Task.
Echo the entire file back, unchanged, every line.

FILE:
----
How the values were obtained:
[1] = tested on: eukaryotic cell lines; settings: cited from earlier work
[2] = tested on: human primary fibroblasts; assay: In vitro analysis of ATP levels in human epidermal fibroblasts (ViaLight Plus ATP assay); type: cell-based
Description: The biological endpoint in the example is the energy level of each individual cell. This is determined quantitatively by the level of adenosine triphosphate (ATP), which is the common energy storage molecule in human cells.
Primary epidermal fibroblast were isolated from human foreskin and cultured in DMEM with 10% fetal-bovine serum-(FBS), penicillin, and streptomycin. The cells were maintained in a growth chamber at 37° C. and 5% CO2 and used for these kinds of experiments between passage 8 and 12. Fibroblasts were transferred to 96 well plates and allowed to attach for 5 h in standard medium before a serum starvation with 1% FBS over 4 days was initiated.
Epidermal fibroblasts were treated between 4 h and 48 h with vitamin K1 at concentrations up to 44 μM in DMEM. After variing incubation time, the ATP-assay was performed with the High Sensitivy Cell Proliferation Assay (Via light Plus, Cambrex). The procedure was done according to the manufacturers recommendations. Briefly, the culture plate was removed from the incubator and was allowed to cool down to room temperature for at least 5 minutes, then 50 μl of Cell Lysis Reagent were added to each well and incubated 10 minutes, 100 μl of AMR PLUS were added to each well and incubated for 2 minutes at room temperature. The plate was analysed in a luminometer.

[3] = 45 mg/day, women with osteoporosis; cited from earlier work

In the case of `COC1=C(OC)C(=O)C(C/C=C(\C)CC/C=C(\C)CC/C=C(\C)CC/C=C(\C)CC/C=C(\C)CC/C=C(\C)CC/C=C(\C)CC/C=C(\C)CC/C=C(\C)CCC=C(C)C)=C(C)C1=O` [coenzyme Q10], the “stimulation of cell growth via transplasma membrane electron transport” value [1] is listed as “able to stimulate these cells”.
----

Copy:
How the values were obtained:
[1] = tested on: eukaryotic cell lines; settings: cited from earlier work
[2] = tested on: human primary fibroblasts; assay: In vitro analysis of ATP levels in human epidermal fibroblasts (ViaLight Plus ATP assay); type: cell-based
Description: The biological endpoint in the example is the energy level of each individual cell. This is determined quantitatively by the level of adenosine triphosphate (ATP), which is the common energy storage molecule in human cells.
Primary epidermal fibroblast were isolated from human foreskin and cultured in DMEM with 10% fetal-bovine serum-(FBS), penicillin, and streptomycin. The cells were maintained in a growth chamber at 37° C. and 5% CO2 and used for these kinds of experiments between passage 8 and 12. Fibroblasts were transferred to 96 well plates and allowed to attach for 5 h in standard medium before a serum starvation with 1% FBS over 4 days was initiated.
Epidermal fibroblasts were treated between 4 h and 48 h with vitamin K1 at concentrations up to 44 μM in DMEM. After variing incubation time, the ATP-assay was performed with the High Sensitivy Cell Proliferation Assay (Via light Plus, Cambrex). The procedure was done according to the manufacturers recommendations. Briefly, the culture plate was removed from the incubator and was allowed to cool down to room temperature for at least 5 minutes, then 50 μl of Cell Lysis Reagent were added to each well and incubated 10 minutes, 100 μl of AMR PLUS were added to each well and incubated for 2 minutes at room temperature. The plate was analysed in a luminometer.

[3] = 45 mg/day, women with osteoporosis; cited from earlier work

In the case of `COC1=C(OC)C(=O)C(C/C=C(\C)CC/C=C(\C)CC/C=C(\C)CC/C=C(\C)CC/C=C(\C)CC/C=C(\C)CC/C=C(\C)CC/C=C(\C)CC/C=C(\C)CCC=C(C)C)=C(C)C1=O` [coenzyme Q10], the “stimulation of cell growth via transplasma membrane electron transport” value [1] is listed as “able to stimulate these cells”.